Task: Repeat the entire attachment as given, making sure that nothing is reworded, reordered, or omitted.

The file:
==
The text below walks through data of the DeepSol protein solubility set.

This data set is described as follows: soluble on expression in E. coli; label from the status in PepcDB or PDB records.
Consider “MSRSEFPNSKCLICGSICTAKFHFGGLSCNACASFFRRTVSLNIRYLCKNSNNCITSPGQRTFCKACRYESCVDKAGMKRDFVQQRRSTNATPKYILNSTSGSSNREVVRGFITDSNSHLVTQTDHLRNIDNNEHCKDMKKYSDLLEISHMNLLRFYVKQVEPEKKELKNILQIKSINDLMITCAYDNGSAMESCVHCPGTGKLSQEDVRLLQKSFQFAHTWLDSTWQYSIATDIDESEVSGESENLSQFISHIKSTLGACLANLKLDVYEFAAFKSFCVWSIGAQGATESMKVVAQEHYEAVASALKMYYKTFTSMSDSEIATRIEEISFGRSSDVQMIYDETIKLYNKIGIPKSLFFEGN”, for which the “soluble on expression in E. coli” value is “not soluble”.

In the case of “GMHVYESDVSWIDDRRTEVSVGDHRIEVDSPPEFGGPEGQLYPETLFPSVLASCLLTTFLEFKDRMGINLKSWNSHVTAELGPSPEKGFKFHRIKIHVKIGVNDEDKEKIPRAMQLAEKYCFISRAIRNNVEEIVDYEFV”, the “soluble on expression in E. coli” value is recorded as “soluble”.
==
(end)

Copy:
The text below walks through data of the DeepSol protein solubility set.

This data set is described as follows: soluble on expression in E. coli; label from the status in PepcDB or PDB records.
Consider “MSRSEFPNSKCLICGSICTAKFHFGGLSCNACASFFRRTVSLNIRYLCKNSNNCITSPGQRTFCKACRYESCVDKAGMKRDFVQQRRSTNATPKYILNSTSGSSNREVVRGFITDSNSHLVTQTDHLRNIDNNEHCKDMKKYSDLLEISHMNLLRFYVKQVEPEKKELKNILQIKSINDLMITCAYDNGSAMESCVHCPGTGKLSQEDVRLLQKSFQFAHTWLDSTWQYSIATDIDESEVSGESENLSQFISHIKSTLGACLANLKLDVYEFAAFKSFCVWSIGAQGATESMKVVAQEHYEAVASALKMYYKTFTSMSDSEIATRIEEISFGRSSDVQMIYDETIKLYNKIGIPKSLFFEGN”, for which the “soluble on expression in E. coli” value is “not soluble”.

In the case of “GMHVYESDVSWIDDRRTEVSVGDHRIEVDSPPEFGGPEGQLYPETLFPSVLASCLLTTFLEFKDRMGINLKSWNSHVTAELGPSPEKGFKFHRIKIHVKIGVNDEDKEKIPRAMQLAEKYCFISRAIRNNVEEIVDYEFV”, the “soluble on expression in E. coli” value is recorded as “soluble”.